We demonstrated a linear correlation between the changes in LDL cholesterol levels and changes in onset age of MI in carriers of LDLR or PCSK9 rare variants, which implies that rare variants in LDLR and PCSK9 influence the onset age of MI potentially by altering serum LDL cholesterol levels. This finding supports the idea that normalizing LDL cholesterol levels in carriers of LDLR or PCSK9 rare variants should be effective in preventing MI onset. A long-term cohort study provided supportive evidence indicating that statin therapy for normalizing LDL cholesterol levels in FH patients lowered the risk of MI onset to the same level as that in non-FH patients31. Therefore, given that carriers of LDLR or PCSK9 rare variants continue to be exposed to genetic effects after birth and accumulate the risk of MI, we propose that we should check LDLR and PCSK9 rare variants in patients with juvenile-onset hyper-LDL cholesterolaemia, whether a diagnosis of FH is made, and that a preemptive therapy for normalizing LDL cholesterol levels should be undertaken to prevent MI as long as patients have LDLR rare variants or PCSK9 gain-of-function variants. Notably, judging from our findings that the genetic effects of rare variants on LDL cholesterol level and onset age of MI were observed even in patients with cholesterol-lowering therapy, the ongoing lipid-lowering therapy in clinical practice might be insufficient to cancel the rare variants-associated hyper-LDL cholesterolaemia and MI.

Even with our careful curation of candidate genes for targeted sequencing, potential limitations remain. First, a study in a European population showed that rare alleles in APOA5 contributed to the risk for early onset MI25. However, we did not employ APOA5 because it did not meet our prespecified criteria. Second, although our gene selection was mainly based on the loci provided by the CARDIoGRAMplusC4D Consortium7. We performed the gene selection in 2013, after which the latest studies8,32 expanded the spectrum of GWAS loci for CAD and increased candidate genes for MI susceptibility. An additional analysis of rare variants in newly identified genes might be needed. Third, the classification into damaging variants and disruptive (null) ones was decided by prediction algorithms and not verified by experimental data. A similar classification was used in a previous study25 in which “deleterious (strict)” variants corresponded to our “damaging” variants. Fourth, we did not check and exclude subjects with FH, although our list for targeted sequencing included previously known FH genes. In our study, 43% of LDLR and 24% of PCSK9 rare variants were previously reported FH mutations. However, it is natural to find subjects with known FH mutations in the general population because other population-based studies have also identified variants previously described as causing FH25,27.

Despite these limitations, our analyses shed light on the Japanese-specific genetic architecture of MI risk driven by rare and low-frequency variants and elucidate a correlative link between LDL cholesterol level and onset age of MI in the presence of LDLR or PCSK9 rare variants. Recent parent-child genetic screening33 for previously documented 48 FH mutations (including 46 LDLR mutations, 1 APOB one, and 1 PCSK9 one) revealed a relatively low prevalence (0.8%) of such carriers. However, our targeted sequencing demonstrated that carriers of rare variants in dyslipidaemia-related genes are more prevalent in the general population. Compared with panel screening of previously reported FH mutations, wide screening using targeted sequencing might be more valuable because it could identify rare variants associated with LDL cholesterol levels and MI risk even if each variant has milder effects than those of known FH mutations. Given that dyslipidaemia-related genes could contribute to the pathogenesis of MI even under lipid-lowering therapy, more potent treatment of dyslipidaemia than ever should be recommended as a promising tool for prevention of MI. Identification of rare and low-frequency variants will provide a clue for clarifying the complex genetic architecture of MI risk as well as a rationale for the appropriate treatment against MI, which emphasizes the usefulness of targeted sequencing of candidate genes.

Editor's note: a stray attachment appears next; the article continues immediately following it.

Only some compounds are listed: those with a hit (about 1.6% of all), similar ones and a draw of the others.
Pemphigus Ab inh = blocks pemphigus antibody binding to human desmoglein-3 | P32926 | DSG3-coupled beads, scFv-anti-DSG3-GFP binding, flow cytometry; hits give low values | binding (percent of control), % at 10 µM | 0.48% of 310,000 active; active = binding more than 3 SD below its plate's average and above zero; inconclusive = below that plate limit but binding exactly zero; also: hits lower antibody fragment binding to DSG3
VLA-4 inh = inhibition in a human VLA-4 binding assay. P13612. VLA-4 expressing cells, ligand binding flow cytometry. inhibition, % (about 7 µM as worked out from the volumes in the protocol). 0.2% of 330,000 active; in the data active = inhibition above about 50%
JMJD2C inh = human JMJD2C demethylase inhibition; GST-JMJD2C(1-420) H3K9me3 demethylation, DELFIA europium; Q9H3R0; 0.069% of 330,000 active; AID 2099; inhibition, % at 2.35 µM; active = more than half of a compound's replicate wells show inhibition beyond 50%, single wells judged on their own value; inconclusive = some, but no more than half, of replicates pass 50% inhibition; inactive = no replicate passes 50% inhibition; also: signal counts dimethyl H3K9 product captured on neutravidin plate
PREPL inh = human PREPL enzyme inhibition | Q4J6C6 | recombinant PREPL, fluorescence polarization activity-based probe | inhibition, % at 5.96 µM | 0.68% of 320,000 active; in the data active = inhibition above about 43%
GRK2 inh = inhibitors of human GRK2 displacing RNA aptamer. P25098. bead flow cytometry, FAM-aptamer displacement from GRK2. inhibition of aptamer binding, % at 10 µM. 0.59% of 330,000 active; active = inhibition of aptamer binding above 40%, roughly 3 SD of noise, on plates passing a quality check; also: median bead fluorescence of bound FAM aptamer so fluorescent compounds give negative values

Methods

Study design

All methods were performed in accordance with the relevant guidelines and regulations.

A targeted sequencing was performed in two stages as shown in Fig. 1. In the discovery stage, we performed targeted sequencing in coding regions of 36 genes using 2,775 MI cases and 2,965 controls. We performed single-variant and gene-based association analysis and selected variants or genes that showed a P value of less than 0.05 in the discovery stage. These variants or genes were examined using 7,181 independent cases and 5,408 independent controls in the replication stage. After the two stages of sequencing, a meta-analysis was performed. We only used variants annotated as missense, nonsense, indel frameshift or splice-site with a minor allele frequency (MAF) of less than 5% throughout this study.

Study samples

All MI cases including discovery and replication stages were obtained from the BioBank Japan project34,35, which constructed a patient-oriented biobank that collected DNA samples from 200,000 patients suffering from at least one of 47 target diseases including MI between 2003 and 2008. As previously described36, cases in both stages were selected based on medical records and confirmed to satisfy both of the following criteria: (1) left ventricular wall motion abnormalities on echocardiography and (2) one or more coronary artery occlusion on angiography. If patients had experienced multiple MI events, the first episode was considered “onset of MI” in the onset-age analysis.